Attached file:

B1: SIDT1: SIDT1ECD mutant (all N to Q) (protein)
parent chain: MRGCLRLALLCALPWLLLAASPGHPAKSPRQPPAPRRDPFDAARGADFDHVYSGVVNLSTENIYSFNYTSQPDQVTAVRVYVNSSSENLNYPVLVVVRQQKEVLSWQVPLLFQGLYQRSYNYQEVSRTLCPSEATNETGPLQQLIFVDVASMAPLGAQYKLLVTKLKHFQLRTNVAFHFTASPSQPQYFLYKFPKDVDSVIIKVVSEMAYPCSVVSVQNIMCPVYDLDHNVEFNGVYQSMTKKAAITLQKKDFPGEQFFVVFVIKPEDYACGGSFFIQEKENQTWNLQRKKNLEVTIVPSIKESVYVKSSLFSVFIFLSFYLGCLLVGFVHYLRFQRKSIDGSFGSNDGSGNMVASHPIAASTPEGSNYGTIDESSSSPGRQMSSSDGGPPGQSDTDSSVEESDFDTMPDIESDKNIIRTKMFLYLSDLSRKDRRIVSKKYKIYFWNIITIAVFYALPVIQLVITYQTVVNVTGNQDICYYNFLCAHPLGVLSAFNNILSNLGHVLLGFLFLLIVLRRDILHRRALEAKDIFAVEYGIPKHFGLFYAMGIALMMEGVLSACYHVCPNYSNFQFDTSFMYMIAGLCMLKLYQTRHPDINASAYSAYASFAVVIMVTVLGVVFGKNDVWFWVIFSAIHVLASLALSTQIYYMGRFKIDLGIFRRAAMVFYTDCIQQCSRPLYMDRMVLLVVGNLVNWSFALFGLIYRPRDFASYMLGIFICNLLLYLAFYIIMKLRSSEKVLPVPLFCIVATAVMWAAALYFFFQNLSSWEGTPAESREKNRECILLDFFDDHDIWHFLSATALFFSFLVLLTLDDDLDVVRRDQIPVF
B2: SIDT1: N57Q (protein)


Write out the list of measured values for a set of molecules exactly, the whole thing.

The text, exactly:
B1: SIDT1: SIDT1ECD mutant (all N to Q) (protein)
parent chain: MRGCLRLALLCALPWLLLAASPGHPAKSPRQPPAPRRDPFDAARGADFDHVYSGVVNLSTENIYSFNYTSQPDQVTAVRVYVNSSSENLNYPVLVVVRQQKEVLSWQVPLLFQGLYQRSYNYQEVSRTLCPSEATNETGPLQQLIFVDVASMAPLGAQYKLLVTKLKHFQLRTNVAFHFTASPSQPQYFLYKFPKDVDSVIIKVVSEMAYPCSVVSVQNIMCPVYDLDHNVEFNGVYQSMTKKAAITLQKKDFPGEQFFVVFVIKPEDYACGGSFFIQEKENQTWNLQRKKNLEVTIVPSIKESVYVKSSLFSVFIFLSFYLGCLLVGFVHYLRFQRKSIDGSFGSNDGSGNMVASHPIAASTPEGSNYGTIDESSSSPGRQMSSSDGGPPGQSDTDSSVEESDFDTMPDIESDKNIIRTKMFLYLSDLSRKDRRIVSKKYKIYFWNIITIAVFYALPVIQLVITYQTVVNVTGNQDICYYNFLCAHPLGVLSAFNNILSNLGHVLLGFLFLLIVLRRDILHRRALEAKDIFAVEYGIPKHFGLFYAMGIALMMEGVLSACYHVCPNYSNFQFDTSFMYMIAGLCMLKLYQTRHPDINASAYSAYASFAVVIMVTVLGVVFGKNDVWFWVIFSAIHVLASLALSTQIYYMGRFKIDLGIFRRAAMVFYTDCIQQCSRPLYMDRMVLLVVGNLVNWSFALFGLIYRPRDFASYMLGIFICNLLLYLAFYIIMKLRSSEKVLPVPLFCIVATAVMWAAALYFFFQNLSSWEGTPAESREKNRECILLDFFDDHDIWHFLSATALFFSFLVLLTLDDDLDVVRRDQIPVF
B2: SIDT1: N57Q (protein)